Spacechem is a work of dazzling originality and almost ferocious intelligence; its concept is brilliantly realised and the whole thing sparkles with love and polish. It is a game of unexpected beauty, charm and humour; a celebration of creativity and experimentation. It is a game about designing your way through sophisticated multilayer puzzles. SpaceChem’s most significant achievement is the way it is able to foster creativity and experimentation without having to sacrifice any of its complexity or subtlety. It introduced me to a compelling new skillset and type of thinking; giving me the space to learn, experiment and play with its game system. It has left me surprised, delighted, excited and intimidated – both at the demands of some of the puzzles, and at what I have managed to produce in response to them. With SpaceChem, Zachtronics Industries have created a charming, superbly rich and uniquely creative puzzler. Its rightful place is alongside Braid and World of Goo. I wholeheartedly direct you to the demo.

http://store.zachtronicsindustries.com/product/spacechem

Quintin Smith did an excellent review of SpaceChem on Rock Paper Shotgun.

http://www.rockpapershotgun.com/2011/01/10/wot-i-think-spacechem/

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  1. March 7, 2011 at 3:23 pm

    Minor Quibbles:
    This game has been excellently supported since release: I saw several patches in my first few weeks of play, mostly adding and tweaking minor things. I was going to ask for another introductory video to explain the mechanics a bit more, but that has been done. Still, I have one or two suggestions for those at Zachtronics. I’d like to see more use of Zachtronics forum space instead of reddit for discussing SpaceChem, simply because it is easier for people to find ideas and more professional.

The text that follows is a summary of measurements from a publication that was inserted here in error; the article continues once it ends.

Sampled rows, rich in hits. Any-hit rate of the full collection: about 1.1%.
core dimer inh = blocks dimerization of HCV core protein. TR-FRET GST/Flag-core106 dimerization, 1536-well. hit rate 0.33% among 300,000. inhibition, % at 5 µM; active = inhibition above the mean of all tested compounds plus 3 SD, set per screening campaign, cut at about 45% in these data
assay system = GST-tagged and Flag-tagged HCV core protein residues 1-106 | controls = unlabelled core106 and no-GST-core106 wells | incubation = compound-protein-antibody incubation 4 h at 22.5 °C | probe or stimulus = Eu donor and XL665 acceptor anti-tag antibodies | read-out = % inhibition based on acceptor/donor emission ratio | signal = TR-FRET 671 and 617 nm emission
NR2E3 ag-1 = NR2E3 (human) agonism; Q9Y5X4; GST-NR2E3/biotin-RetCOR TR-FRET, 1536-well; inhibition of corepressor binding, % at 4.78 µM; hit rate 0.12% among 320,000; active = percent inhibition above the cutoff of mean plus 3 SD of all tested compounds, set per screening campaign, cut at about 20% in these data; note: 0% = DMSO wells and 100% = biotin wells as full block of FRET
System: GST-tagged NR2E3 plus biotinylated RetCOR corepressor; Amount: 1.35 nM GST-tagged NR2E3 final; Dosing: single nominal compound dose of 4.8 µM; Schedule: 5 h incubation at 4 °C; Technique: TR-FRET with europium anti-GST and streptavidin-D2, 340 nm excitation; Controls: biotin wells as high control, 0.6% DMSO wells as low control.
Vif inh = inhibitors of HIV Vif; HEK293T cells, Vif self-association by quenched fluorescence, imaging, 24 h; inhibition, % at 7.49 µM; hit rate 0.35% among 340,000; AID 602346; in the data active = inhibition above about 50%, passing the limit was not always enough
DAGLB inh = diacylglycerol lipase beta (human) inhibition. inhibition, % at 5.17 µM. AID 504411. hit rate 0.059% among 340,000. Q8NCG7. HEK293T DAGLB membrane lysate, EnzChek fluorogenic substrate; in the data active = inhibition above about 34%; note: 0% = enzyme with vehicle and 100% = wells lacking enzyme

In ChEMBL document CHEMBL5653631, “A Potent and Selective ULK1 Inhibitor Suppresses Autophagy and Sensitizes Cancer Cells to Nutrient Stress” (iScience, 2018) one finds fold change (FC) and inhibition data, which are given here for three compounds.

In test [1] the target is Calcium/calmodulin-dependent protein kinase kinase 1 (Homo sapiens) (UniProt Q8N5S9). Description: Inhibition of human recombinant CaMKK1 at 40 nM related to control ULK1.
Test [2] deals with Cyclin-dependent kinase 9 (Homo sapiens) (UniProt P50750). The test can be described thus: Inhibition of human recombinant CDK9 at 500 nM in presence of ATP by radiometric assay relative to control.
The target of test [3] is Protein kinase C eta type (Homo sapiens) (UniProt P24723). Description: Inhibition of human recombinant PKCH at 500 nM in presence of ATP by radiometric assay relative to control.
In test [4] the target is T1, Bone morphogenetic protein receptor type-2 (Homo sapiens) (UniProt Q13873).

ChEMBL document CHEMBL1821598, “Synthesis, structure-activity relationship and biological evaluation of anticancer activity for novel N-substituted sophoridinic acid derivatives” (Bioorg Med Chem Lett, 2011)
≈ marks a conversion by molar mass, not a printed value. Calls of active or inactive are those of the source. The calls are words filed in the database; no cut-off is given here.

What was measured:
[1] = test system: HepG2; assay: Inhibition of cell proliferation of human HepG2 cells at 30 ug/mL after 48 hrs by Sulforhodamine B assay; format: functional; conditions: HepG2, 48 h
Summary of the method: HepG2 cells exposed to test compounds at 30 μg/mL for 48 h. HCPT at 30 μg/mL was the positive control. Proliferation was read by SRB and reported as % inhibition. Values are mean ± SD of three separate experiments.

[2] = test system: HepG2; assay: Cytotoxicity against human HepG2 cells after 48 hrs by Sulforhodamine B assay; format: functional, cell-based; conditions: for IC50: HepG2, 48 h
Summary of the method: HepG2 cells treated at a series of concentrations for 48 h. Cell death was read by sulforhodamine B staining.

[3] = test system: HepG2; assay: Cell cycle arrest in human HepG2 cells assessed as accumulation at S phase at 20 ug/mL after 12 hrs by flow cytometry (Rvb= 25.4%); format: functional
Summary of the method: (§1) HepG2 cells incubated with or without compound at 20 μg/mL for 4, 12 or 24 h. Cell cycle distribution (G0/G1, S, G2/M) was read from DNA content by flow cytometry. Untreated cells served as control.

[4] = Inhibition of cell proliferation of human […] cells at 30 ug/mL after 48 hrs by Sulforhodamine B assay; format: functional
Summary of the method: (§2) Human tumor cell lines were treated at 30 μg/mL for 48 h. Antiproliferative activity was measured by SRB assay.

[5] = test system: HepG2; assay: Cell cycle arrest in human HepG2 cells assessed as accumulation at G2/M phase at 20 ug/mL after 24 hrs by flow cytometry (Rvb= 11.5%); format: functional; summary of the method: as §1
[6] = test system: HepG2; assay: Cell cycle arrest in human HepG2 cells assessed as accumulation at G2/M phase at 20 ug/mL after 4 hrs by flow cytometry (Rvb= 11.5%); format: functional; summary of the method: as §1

The SpaceChem digipack provides a nice resource for planning multi-reactor puzzles and I’d like to see something like that included in the game. That would help reduce the current problem of the meta-puzzle getting cluttered when you have multiple output notes all over the place. Perhaps some way of making them more compact, or a better way of hiding/showing them on the fly could also help.

    SpaceChem would benefit from an increased ability to save not just reactor designs, but to save reactor states, so you could experiment off in one direction, and then load a previous idea, etc. The same should go for the meta-puzzle, allowing you to re-load previous configurations and so on. Just keep making it easier to actually hone in on the juicy puzzling.